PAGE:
ROMANIC NATIVITY SCENE
Romanic Nativity Scene
| He came
to that which was his own, but his own did not receive him. Yet to
all who received him, to those who believed in his name, he gave the
right to become children of God
John 1, 11
| This nativity scene attempts to
portray two aspects of this "Nativity Message "
The scene of the birth is set in front of or outside, the cloister
of a barely depicted romanic Church forming the background. It is
here outside that the King of the Jews, the Messiah, the Saviour,
Jesus is born. It is apparent that, despite brightly lit windows yet
closed doors, there is " no room in the inn" for the secretive,
silent and gentle coming of the Saviour!
Who is not reminded here of the words the resurrected one spoke to
the Church in Laodicea:
Here I am! I stand at the door and knock ....
Revelation 3, 20
Time and again there is the chance of visiting one of these old Church
buildings, sitting in one of the pews, or standing in a ruin, admiring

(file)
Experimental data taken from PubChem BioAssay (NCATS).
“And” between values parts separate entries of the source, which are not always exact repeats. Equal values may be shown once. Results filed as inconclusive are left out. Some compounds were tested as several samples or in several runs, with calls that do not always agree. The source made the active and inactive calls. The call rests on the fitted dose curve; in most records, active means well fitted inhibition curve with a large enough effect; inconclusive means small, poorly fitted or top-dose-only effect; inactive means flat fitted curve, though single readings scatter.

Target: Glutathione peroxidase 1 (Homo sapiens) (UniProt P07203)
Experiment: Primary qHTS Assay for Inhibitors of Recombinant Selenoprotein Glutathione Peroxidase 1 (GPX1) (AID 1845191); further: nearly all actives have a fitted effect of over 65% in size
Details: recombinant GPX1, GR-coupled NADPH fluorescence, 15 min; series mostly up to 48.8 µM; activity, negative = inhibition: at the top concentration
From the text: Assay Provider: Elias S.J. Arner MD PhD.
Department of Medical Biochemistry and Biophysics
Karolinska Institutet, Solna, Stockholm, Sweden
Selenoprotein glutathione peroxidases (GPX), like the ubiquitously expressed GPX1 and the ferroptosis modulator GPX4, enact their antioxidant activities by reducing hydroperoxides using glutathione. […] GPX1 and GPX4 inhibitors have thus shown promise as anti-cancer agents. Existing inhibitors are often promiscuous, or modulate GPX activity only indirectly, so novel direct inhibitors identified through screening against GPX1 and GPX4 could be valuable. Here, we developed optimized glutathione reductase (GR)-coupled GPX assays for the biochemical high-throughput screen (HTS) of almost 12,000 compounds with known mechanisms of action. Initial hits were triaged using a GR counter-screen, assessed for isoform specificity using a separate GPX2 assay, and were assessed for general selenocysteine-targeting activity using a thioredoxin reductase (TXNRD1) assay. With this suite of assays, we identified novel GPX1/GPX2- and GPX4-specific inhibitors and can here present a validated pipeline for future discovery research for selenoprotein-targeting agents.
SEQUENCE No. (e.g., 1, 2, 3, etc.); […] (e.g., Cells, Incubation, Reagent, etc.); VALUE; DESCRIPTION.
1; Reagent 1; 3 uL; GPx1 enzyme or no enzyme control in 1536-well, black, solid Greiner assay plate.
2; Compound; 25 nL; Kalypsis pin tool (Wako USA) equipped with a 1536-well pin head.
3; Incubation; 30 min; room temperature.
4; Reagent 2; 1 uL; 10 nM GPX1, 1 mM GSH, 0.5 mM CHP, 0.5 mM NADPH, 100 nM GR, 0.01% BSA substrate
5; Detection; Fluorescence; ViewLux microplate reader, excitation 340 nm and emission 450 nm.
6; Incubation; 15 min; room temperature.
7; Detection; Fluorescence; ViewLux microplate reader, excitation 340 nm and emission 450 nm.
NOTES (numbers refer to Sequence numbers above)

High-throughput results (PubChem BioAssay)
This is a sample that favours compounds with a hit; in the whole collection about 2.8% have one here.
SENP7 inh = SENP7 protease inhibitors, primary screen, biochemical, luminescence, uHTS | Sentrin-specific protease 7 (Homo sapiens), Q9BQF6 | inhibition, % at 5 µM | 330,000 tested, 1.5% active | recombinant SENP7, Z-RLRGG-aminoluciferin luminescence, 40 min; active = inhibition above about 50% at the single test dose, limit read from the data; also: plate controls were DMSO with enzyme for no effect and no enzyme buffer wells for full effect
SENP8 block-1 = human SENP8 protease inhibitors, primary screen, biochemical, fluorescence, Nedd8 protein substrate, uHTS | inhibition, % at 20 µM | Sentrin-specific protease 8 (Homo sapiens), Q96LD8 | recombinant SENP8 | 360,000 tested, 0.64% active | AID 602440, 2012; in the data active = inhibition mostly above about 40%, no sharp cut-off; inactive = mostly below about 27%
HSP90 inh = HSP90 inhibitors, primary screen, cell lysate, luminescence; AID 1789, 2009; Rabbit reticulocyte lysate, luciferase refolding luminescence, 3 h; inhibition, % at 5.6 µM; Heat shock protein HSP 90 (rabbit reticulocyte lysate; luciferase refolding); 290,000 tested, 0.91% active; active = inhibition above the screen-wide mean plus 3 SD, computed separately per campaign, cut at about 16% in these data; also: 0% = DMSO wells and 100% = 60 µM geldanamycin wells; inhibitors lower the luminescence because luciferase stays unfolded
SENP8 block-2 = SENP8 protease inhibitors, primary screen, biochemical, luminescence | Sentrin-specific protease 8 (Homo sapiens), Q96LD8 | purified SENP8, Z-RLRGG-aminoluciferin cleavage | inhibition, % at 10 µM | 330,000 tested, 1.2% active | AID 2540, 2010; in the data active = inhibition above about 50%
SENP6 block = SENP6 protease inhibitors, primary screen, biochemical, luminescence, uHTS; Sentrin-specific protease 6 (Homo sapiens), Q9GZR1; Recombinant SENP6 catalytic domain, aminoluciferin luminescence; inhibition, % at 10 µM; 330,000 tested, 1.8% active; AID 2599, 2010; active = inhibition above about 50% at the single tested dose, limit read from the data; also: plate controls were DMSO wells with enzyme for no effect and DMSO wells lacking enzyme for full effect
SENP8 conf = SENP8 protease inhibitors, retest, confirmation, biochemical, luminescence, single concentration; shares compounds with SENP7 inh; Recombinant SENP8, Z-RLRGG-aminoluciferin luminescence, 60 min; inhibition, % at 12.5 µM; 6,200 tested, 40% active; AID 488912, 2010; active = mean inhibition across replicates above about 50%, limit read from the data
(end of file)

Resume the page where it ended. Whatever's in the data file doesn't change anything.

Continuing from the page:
the work of the builders.
And - if it is very quiet - almost able to hear the ancient hymns
and the praise of God, as sung by past generations, issuing from the
stones: monks and nuns singing in choir or the singing of the congregation
seated in the main body of the Church:
Laudate omnes gentes, laudate dominum - Praise
God, the Lord, all peoples, join in and praise the Lord.
This is a new hymn from Taizé based on Psalm 117 and sung to
a tune from Jacques Berthier.
It also a reminder of the ancient localities of Citeaux or Cluny.
Of Clairvaux or Clermont and many other european Churches, Cloisters
This is also true of Bethlehem, Jerusalem, Nuremberg and the many
other places of this earth where for centuries shepherds and wise
men, children of God, have praised and worshipped Him, singing and
preaching His greatness in a variety of ways.
Nuremberg, the beginning of 2001